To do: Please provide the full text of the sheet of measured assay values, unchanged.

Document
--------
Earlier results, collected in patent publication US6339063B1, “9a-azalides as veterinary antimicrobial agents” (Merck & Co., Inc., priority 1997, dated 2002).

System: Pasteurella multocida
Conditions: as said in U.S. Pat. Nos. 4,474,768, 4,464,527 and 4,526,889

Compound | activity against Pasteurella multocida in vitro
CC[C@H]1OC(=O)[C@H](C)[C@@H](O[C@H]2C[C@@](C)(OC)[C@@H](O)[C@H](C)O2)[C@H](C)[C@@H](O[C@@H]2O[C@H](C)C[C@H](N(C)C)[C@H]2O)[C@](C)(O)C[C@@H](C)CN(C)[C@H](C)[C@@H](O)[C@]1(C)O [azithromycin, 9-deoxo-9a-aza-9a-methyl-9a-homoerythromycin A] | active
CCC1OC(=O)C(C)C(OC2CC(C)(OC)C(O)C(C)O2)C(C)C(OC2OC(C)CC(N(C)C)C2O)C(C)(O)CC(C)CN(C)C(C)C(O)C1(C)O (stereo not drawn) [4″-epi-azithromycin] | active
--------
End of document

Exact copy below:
Earlier results, collected in patent publication US6339063B1, “9a-azalides as veterinary antimicrobial agents” (Merck & Co., Inc., priority 1997, dated 2002).

System: Pasteurella multocida
Conditions: as said in U.S. Pat. Nos. 4,474,768, 4,464,527 and 4,526,889

Compound | activity against Pasteurella multocida in vitro
CC[C@H]1OC(=O)[C@H](C)[C@@H](O[C@H]2C[C@@](C)(OC)[C@@H](O)[C@H](C)O2)[C@H](C)[C@@H](O[C@@H]2O[C@H](C)C[C@H](N(C)C)[C@H]2O)[C@](C)(O)C[C@@H](C)CN(C)[C@H](C)[C@@H](O)[C@]1(C)O [azithromycin, 9-deoxo-9a-aza-9a-methyl-9a-homoerythromycin A] | active
CCC1OC(=O)C(C)C(OC2CC(C)(OC)C(O)C(C)O2)C(C)C(OC2OC(C)CC(N(C)C)C2O)C(C)(O)CC(C)CN(C)C(C)C(O)C1(C)O (stereo not drawn) [4″-epi-azithromycin] | active